I’m interested in geothermal heating and cooling. How much would a system cost to heat/cool a house with approximately 1300 square foot? If the minimum cost of a system is $25,000, I don't see how it would even pay for itself by the time you factor finance cost.
Maurice P., Lufkin, Texas
You ask an excellent question that I would like to answer in two ways.
The first is purely by the numbers. Does it financially make sense to transition to a geothermal system? The answer is, of course, it depends. It depends on what sort of rebate or incentives exist that you are eligible for, how much you are currently spending on heating and cooling, and how much it all costs.
Let’s take your $25,000 number and how this decision may play out. If your geothermal system costs $25,000 you are eligible for a Federal Tax Credit equal to 30% of the cost, or $7500. On top of that there may be utility and state tax credits that can be quite generous. On average, this will knock off another 10% off the cost ($2,500). So this $25,000 system now costs you $15,000.
In a number of states, there are interest free loans to install these types of systems. It is not unusual to see a ten-year term on this loan. In which case your $15,000 geothermal system ends up costing you $125 per month for ten years. A pretty good buy.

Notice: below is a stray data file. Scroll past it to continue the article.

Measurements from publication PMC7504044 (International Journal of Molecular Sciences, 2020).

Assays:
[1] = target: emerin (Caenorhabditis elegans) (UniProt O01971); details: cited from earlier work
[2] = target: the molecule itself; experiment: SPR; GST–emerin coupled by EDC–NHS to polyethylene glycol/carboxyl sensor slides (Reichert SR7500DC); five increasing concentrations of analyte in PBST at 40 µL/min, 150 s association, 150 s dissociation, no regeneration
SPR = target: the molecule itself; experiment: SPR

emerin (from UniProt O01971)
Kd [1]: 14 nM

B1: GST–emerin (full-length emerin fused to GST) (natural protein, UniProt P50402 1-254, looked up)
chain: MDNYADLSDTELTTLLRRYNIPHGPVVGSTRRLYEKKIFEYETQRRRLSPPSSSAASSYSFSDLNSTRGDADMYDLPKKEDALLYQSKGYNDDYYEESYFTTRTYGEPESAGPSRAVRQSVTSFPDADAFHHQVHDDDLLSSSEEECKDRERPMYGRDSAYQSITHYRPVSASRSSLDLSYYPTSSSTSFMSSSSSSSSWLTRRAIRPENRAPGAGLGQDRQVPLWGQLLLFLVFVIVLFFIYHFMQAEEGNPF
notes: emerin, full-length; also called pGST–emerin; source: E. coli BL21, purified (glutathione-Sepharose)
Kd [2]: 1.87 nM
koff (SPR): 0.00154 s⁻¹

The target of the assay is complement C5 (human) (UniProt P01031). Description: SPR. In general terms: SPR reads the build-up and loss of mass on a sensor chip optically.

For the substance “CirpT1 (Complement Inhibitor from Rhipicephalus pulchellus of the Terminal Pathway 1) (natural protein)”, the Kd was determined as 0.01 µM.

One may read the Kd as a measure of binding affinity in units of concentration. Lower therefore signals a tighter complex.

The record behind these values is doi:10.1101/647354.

Now the question becomes how much you are paying to heat and cool your home and how much would a geothermal system save you. Assume that this system will save you between one-half and two-thirds of your current heating and cooling costs. Even if you assume that it only saves you one-half, based on the above scenario, a geothermal system would be worth it to install as long as you pay on average more than $250 per month or $3000 per year. If you pay significantly less than that, it probably isn’t worth it based purely on energy costs over 10 years. However, note that your system will last for 30 to 50 years: so you will keep getting low cost heating and cooling long after you have paid for the system....and we have not factored in the price premium you get when you sell your house, let alone the value of the bragging rights for owning a very cool system.
Now let me answer your question a second way: geothermal will make the most financial sense for you, assuming that you have first done all the other energy efficiency tasks that have a higher return on investments. Generally, these tasks would include things like air sealing and insulation. It would NOT include things like new windows or solar panels--for the vast majority of people geothermal makes a lot more financial sense then windows or solar panels. So how do you know what to do to your home? Start with an energy audit to prioritize all of these choices.
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About Harold Simansky
Harold Simansky is one of the cofounders of 360Chestnut. Before that he was involved in the creation of Green Guild of MA, LLC, a full-service energy audit and home weatherization company that has helped over 1,000 Massachusetts home owners make their homes more energy efficient. Earlier, Harold was the developer of one of the first green, LEED-certified residential buildings in the Boston-area. Harold also has experience in the world of finance and as a consultant with Bain & Company. He is a graduate of the MIT Sloan School of Management and Brandeis University.